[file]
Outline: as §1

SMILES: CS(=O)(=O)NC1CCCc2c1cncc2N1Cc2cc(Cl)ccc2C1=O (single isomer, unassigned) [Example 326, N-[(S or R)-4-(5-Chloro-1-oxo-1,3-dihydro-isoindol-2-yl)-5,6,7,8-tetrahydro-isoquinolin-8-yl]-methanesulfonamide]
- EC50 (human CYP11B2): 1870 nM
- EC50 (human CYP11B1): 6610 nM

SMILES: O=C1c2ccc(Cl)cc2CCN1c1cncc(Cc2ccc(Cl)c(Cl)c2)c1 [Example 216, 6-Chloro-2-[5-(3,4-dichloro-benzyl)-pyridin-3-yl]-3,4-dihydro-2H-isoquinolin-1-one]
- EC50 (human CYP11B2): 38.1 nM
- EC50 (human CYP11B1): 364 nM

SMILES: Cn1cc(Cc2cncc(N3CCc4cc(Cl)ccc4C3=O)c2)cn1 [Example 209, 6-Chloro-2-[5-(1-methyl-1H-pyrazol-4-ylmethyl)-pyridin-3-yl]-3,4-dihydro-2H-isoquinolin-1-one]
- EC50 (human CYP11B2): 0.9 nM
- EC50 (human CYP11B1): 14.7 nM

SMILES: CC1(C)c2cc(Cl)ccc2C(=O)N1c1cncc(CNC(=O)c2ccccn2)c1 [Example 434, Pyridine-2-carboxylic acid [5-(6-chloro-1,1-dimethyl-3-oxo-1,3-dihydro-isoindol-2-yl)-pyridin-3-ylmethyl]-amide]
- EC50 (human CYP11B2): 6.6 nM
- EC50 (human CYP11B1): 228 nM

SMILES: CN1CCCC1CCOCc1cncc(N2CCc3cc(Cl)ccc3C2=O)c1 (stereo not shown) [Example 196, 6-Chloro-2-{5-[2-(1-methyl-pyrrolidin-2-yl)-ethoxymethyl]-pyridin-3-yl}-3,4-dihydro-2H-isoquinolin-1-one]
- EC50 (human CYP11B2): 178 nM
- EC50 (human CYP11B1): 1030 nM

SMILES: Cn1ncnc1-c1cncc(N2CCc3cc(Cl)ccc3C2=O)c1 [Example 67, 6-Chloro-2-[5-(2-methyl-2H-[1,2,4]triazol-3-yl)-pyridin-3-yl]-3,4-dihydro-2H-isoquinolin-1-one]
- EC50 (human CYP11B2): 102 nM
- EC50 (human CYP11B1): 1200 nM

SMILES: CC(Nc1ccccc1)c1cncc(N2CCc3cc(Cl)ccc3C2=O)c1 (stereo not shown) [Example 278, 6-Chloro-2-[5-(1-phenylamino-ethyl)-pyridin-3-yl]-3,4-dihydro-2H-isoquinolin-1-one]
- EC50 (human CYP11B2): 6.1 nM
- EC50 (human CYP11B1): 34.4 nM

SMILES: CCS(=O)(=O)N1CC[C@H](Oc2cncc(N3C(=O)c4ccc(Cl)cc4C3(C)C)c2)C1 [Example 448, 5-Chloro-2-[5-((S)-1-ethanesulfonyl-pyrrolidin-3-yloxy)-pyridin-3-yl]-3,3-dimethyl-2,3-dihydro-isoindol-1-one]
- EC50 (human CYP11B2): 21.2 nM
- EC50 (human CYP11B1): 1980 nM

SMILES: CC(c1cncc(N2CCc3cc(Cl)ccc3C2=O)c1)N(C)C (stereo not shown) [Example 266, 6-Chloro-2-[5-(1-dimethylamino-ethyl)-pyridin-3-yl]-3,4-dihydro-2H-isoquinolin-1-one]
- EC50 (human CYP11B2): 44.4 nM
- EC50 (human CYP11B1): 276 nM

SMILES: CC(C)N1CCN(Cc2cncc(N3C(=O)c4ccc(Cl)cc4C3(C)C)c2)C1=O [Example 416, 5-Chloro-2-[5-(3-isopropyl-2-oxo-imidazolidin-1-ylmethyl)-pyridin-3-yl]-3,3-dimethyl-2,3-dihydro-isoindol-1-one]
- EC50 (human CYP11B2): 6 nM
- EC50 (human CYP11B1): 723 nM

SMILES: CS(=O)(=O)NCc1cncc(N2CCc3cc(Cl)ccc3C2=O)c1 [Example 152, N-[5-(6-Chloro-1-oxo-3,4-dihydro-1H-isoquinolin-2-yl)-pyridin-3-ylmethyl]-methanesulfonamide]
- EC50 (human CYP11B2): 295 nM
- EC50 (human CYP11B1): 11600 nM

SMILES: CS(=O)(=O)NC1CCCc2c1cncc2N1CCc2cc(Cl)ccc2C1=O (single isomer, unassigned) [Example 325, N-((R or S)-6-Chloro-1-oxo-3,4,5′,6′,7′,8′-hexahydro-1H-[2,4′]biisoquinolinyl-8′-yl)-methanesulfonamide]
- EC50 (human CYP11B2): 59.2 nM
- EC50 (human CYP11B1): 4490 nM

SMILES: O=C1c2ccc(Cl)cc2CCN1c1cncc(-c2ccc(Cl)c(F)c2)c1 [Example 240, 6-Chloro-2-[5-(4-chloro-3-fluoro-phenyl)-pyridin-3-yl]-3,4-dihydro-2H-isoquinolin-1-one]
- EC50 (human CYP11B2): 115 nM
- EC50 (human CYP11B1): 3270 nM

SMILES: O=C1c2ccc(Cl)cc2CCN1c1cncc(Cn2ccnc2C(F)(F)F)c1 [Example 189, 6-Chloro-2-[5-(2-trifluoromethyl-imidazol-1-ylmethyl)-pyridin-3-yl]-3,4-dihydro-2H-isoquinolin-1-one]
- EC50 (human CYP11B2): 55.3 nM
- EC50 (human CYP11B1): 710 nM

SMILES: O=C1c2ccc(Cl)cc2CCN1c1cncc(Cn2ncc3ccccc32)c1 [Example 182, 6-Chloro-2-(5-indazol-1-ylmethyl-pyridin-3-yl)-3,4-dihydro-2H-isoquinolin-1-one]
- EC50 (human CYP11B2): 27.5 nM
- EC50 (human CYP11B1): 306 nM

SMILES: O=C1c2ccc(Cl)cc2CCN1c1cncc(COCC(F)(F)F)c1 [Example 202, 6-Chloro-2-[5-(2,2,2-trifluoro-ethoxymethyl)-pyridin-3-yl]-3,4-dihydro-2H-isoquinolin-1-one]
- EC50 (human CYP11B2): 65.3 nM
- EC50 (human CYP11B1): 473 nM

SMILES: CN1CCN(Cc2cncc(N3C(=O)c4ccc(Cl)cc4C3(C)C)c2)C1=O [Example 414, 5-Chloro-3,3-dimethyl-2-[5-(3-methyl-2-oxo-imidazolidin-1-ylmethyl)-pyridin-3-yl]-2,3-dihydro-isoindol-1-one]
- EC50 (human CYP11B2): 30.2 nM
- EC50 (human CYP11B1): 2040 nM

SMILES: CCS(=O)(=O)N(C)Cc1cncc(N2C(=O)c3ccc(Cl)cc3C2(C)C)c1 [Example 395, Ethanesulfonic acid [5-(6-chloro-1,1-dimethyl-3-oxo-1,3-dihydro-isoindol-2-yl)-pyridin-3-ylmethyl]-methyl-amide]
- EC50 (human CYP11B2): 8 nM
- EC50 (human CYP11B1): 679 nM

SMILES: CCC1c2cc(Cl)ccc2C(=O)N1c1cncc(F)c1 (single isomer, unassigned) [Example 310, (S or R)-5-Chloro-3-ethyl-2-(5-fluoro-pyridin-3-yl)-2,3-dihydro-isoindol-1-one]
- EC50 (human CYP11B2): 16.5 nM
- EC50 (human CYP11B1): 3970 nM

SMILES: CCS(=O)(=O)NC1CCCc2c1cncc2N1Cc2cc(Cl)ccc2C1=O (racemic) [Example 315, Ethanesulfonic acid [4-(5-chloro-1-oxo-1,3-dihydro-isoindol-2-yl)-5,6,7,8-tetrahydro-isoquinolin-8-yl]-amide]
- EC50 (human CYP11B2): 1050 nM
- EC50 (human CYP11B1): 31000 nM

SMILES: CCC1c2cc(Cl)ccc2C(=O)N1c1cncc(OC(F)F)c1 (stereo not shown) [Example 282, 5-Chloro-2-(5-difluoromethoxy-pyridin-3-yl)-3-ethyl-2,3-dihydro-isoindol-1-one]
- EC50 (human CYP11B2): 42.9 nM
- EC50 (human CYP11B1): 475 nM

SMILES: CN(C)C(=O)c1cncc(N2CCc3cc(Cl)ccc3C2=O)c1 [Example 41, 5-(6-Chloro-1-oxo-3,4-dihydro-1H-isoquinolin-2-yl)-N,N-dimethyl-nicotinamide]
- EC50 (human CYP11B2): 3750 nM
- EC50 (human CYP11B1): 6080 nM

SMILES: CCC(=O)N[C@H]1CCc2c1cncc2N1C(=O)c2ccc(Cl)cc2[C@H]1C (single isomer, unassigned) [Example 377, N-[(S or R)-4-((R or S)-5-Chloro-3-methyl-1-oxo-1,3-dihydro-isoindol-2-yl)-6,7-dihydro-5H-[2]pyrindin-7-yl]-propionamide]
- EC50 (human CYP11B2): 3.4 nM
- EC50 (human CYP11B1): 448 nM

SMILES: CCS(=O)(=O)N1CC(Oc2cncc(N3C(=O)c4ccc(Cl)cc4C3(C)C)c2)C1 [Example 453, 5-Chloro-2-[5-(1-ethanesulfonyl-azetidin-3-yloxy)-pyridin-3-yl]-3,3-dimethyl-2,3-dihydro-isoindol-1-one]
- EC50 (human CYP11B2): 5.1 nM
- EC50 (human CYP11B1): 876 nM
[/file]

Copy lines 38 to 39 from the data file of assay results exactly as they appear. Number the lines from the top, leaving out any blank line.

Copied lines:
SMILES: O=C1c2ccc(Cl)cc2CCN1c1cncc(-c2ccc(Cl)c(F)c2)c1 [Example 240, 6-Chloro-2-[5-(4-chloro-3-fluoro-phenyl)-pyridin-3-yl]-3,4-dihydro-2H-isoquinolin-1-one]
- EC50 (human CYP11B2): 115 nM